This is a handy little booklet aimed at owners of a Victrola, the most popular home phonograph on the market, first introduced to the public in the United States in 1906. These were the first phonographs to hide the amplifying horn and turntable inside a cabinet so that the phonograph could look less like a piece of machinery and more like a piece of furniture. The aim of the booklet is “to help you choose your records more expeditiously and with greater ultimate satisfaction” and the editor hopes to “fulfil its purpose in being of material assistance in the building up of a well-rounded record collection.” The guide attempts to steer the reader through the “bewildering variety” of Victor records available by classifying them into Instrumental, Vocal and Miscellaneous, and then further subdividing into Classical, Modern, Light, Concert Dance, Operatic and Sacred. I was quite surprised to see several German military marches listed in the Concert Dance section, including “Parade post with Kaiser Friedrich,” until I remembered that this booklet was published in New York in 1916 and the United States didn’t enter the war until 1917. In amongst the standards listed in the Talking Records category, such as speeches from Hamlet, The Merchant of Venice and Macbeth, Kipling’s Gunga Din, Poe’s The Raven , Lincoln’s Gettysburg address and  Tennyson’s Charge of the Light Brigade, we find A Dash for the South Pole, described thus: “A great English explorer, Sir Ernest Shackleton, has given a very interesting talk on this record of his final experiences in reaching the southernmost point of the globe.”  I like to imagine a family settling down to listen to Shackleton of an evening.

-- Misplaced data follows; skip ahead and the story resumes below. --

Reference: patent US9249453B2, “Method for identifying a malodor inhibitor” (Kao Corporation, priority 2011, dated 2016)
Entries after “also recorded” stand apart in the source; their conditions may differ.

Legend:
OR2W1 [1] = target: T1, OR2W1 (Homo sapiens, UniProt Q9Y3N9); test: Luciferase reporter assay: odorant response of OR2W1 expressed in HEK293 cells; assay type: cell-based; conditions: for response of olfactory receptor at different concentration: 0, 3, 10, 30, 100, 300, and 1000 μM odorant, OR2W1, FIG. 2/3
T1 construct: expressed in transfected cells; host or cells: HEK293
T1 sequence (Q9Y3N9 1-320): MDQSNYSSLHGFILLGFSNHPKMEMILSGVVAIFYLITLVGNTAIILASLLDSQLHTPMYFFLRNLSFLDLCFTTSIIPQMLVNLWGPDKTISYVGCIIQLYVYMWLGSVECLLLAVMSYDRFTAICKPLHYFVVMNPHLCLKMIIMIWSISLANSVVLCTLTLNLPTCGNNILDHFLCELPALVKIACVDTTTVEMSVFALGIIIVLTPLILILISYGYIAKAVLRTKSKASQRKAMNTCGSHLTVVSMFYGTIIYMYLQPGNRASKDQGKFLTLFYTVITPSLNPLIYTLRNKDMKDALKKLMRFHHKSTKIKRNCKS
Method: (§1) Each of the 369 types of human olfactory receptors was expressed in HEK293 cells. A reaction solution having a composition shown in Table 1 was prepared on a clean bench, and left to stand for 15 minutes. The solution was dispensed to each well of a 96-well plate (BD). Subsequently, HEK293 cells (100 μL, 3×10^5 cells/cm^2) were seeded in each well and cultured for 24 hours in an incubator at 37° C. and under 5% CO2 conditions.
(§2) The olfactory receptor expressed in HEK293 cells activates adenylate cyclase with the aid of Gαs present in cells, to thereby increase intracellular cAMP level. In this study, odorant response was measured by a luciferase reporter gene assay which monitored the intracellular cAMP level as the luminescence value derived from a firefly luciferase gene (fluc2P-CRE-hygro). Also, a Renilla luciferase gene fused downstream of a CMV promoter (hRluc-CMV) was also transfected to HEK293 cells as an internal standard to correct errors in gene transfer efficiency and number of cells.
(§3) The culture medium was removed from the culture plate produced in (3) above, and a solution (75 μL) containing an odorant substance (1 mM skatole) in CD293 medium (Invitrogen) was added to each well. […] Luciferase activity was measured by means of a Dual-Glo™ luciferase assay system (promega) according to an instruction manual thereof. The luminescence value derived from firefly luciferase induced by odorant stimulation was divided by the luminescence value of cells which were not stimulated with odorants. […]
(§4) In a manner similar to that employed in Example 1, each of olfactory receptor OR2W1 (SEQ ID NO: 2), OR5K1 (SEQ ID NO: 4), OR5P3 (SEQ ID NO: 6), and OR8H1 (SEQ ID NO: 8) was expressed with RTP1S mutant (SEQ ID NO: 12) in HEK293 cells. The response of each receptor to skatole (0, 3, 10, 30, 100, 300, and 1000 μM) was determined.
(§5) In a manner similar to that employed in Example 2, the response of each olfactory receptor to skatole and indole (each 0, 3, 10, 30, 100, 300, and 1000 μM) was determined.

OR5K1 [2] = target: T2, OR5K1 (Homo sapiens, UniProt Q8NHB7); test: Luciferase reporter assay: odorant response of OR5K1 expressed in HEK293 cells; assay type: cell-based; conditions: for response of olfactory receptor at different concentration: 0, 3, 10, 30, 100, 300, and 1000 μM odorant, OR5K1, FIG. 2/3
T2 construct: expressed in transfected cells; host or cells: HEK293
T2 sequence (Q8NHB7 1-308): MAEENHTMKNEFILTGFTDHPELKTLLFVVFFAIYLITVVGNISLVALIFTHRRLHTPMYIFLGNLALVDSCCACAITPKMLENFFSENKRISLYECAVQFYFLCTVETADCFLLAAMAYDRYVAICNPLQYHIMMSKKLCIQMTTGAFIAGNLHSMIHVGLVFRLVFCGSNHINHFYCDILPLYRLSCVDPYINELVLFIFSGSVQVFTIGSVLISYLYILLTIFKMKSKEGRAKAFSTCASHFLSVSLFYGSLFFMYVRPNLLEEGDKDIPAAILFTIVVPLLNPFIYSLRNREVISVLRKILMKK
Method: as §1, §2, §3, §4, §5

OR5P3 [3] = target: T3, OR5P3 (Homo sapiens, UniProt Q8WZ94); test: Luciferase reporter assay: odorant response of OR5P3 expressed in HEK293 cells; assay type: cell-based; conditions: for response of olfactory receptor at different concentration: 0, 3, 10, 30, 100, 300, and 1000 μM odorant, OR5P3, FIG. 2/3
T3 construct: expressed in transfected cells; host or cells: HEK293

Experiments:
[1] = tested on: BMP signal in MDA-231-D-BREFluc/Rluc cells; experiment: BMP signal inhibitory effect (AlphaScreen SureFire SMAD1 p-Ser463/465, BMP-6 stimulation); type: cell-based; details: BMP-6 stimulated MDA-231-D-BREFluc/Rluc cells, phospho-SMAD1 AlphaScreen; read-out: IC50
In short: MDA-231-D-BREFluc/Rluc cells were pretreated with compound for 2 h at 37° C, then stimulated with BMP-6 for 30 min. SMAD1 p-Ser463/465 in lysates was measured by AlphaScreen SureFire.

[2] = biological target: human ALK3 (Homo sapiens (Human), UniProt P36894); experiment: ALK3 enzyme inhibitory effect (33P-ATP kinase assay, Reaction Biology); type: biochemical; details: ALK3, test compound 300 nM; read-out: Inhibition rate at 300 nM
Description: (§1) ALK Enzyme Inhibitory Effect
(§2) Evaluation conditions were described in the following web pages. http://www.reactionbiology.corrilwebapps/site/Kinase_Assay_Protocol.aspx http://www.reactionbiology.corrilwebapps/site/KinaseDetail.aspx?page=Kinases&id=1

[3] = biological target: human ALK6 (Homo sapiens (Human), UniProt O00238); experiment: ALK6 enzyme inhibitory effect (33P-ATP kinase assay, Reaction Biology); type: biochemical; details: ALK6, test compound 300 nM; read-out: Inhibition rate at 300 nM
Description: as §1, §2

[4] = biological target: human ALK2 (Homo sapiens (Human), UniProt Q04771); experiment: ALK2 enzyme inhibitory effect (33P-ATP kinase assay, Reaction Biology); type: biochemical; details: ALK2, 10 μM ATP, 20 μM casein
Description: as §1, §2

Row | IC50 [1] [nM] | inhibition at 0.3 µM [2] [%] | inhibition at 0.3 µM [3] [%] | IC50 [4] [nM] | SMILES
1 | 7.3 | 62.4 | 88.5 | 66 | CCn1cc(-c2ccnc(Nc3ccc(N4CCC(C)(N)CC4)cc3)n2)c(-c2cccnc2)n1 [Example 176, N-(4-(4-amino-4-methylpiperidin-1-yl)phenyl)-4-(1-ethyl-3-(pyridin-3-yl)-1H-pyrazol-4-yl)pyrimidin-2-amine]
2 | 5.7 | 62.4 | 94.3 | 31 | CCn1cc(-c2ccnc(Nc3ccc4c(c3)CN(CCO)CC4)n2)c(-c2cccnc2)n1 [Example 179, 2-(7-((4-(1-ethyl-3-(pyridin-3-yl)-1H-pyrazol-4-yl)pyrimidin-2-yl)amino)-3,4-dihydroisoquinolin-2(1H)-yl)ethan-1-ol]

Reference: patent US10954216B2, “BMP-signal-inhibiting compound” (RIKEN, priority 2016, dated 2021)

Great thoughts almanac for 1915. (classmark 1916.7.3121)